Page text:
Allen’s team will take tickets in bank underwritten loans, but also engages in direct, solo loans, where it negotiates a term sheet with the borrower and prices the deal.
Some of these transactions are brought to CPPIB by banks, others it finds itself — but in both cases, it often pays banks a fee, just to keep the banks keen to bring it deals.
“On sourcing deals, we do a lot ourselves but are also looking for partners — banks, advisers and through our network,” says Allen. “I focus on building partnerships and this leads to better proprietary dealflow. And we try to share economics with our partners, because it makes sense for long term relationships.”
Allen adds: “For example, on a 10 year deal, a one [percentage] point upfront fee translates into 10bp a year, so a 10.25% deal becomes 10.15%. But what drives our returns is low defaults and positive convexity on successful investments. About half our long term returns come from coupons and the other half through price appreciation.
“I always take a long term view with our partners, so we get access to greater dealflow in the long run.”
At the other end of the spectrum is Paul Shea, partner at Beechbrook Capital, which provides £5m-£10m tickets to UK SMEs. But his attitude to banks is similar to Allen’s.
“We have a positive view on the banks: institutions like RBS and Lloyds really want to look after their SME customers,” says Shea. “They want to keep them and get them the right financing solution. But they have a desire to provide only certain products, such as bank accounts, overdrafts, asset-backed lending and maybe some FX. So, low capital-intensity, fee-driven business. A lot of them provide standard products in large amounts.
“What is less attractive to the banks is £5m-£10m cashflow term loans to SMEs: it requires more resource, risk and capital,” he says. “So we actually see an interesting opportunity to partner up, with the banks providing those services and us providing the term loans.”
The bubble that never burst?
In the first half of 2015, there was much talk in leveraged finance circles about whether direct lending was becoming a bubble.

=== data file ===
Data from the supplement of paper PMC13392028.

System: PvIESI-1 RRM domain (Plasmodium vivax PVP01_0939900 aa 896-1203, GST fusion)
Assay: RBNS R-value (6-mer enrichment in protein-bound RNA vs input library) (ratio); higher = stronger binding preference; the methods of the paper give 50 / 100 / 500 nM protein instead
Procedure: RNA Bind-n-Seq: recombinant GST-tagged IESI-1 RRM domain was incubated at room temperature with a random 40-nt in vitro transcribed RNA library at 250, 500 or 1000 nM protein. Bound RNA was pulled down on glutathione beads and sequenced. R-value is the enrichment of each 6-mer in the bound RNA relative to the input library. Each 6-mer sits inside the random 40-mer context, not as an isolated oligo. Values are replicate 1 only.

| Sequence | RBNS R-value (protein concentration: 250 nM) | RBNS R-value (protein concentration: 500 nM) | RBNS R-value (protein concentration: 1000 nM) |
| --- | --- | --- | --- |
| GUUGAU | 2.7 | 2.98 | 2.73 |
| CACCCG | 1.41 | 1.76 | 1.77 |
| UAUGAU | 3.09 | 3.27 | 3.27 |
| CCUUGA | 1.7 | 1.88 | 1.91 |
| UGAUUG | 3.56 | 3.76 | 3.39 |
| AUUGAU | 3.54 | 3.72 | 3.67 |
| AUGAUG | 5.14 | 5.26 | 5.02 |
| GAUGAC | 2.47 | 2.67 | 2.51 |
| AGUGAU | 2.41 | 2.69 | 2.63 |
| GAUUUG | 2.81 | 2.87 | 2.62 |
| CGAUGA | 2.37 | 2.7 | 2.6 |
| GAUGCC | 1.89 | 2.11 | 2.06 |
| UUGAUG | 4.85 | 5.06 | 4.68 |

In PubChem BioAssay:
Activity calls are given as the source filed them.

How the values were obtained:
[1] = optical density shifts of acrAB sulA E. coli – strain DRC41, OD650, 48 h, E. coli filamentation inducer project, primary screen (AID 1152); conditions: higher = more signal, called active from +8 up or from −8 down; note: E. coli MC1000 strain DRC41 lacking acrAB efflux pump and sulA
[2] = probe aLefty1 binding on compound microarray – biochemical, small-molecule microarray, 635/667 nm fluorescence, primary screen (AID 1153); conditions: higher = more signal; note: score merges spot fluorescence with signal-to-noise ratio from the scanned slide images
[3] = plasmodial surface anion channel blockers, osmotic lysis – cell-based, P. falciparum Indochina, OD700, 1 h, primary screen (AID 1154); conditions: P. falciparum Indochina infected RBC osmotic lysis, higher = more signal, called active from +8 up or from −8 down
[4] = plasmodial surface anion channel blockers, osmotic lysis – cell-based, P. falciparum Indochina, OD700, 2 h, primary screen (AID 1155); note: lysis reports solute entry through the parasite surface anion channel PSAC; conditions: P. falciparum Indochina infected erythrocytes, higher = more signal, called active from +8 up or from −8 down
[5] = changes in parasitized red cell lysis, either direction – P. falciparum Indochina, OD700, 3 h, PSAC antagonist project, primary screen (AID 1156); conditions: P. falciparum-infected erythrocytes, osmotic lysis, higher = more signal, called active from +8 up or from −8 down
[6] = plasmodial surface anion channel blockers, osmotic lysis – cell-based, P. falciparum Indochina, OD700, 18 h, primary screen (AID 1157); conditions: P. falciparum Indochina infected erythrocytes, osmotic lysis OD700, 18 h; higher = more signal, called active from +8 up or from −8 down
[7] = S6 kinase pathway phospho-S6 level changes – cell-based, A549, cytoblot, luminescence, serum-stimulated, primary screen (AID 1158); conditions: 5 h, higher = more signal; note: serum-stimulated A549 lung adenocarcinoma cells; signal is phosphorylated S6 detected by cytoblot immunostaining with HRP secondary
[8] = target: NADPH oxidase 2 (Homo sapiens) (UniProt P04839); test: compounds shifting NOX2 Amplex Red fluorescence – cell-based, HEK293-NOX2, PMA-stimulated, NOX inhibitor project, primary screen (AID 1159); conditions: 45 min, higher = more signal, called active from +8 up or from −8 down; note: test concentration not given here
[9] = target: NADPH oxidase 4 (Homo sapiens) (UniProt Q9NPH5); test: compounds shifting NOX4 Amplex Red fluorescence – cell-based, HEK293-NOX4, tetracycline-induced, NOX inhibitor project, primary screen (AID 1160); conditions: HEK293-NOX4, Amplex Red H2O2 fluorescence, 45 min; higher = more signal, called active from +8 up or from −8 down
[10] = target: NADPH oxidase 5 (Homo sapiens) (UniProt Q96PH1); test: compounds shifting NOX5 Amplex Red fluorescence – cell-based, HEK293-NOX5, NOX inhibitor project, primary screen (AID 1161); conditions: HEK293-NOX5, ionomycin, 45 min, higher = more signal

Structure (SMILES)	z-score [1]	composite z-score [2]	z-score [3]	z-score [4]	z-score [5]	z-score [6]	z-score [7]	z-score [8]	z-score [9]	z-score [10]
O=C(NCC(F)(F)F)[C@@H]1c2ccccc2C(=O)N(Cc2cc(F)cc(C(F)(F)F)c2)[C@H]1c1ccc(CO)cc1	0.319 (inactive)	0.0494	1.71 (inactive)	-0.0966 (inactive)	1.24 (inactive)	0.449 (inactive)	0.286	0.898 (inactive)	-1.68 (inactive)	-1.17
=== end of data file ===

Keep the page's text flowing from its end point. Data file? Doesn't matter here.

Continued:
As Chabran says, new funds were cropping up almost daily. Many of them were being launched by large asset managers and private equity firms.
“Ten years ago or so, a number of the major funds did not have credit arms, and now they do,” says Mark Donald, head of the London banking practice at Weil, Gotshal & Manges. “A number of the largest multi-asset managers have been hiring specialists to do direct lending. My prediction will be: continued new entrants, and increased diversification from single play asset managers to more varied strategies.”
New players are not just arriving from established investment firms. There is an irony that, for all the talk of banks quitting mid-market lending, many new direct lending fund managers have been arriving fresh from banks.
Many of these ex-bankers are tired of spending ever-mounting hours ticking regulatory forms. Participants say bank pay in leveraged finance has fallen or stagnated, while the buy side is doing handsomely.
“Bankers are two-a-penny these days,” says one City headhunter. “We’ve lost count of the amount of their CVs coming across our desks trying to find a home in direct lending.”
Keeping count of direct lending falls firmly into a list marked ‘industry challenges’. The sector is chary of publicity, and how do you define it anyway?
Finding definitive data is impossible. Preqin estimates that European private debt funds increased their dry powder by 66% to $61bn between December 2014 and November 2015 — though this includes mezzanine, special situations and distressed debt funds as well as direct lenders.
The figures are disputed, but few doubt that as the market increases in complexity and competition, some players are likely to get squeezed out.
“Preqin reports that there are 85 direct lending funds trying to raise capital in Europe, however a lot of this is noise,” says Mitchell at ICG. “The successful fundraises are much fewer. LPs are becoming very discerning about which managers they give capital to in this space.”
He adds: “We note that even having a big brand name from the hedge fund or PE world is not a guarantee of success. We see teams that have been on the road for over two years and still haven’t had a first close on a fund.”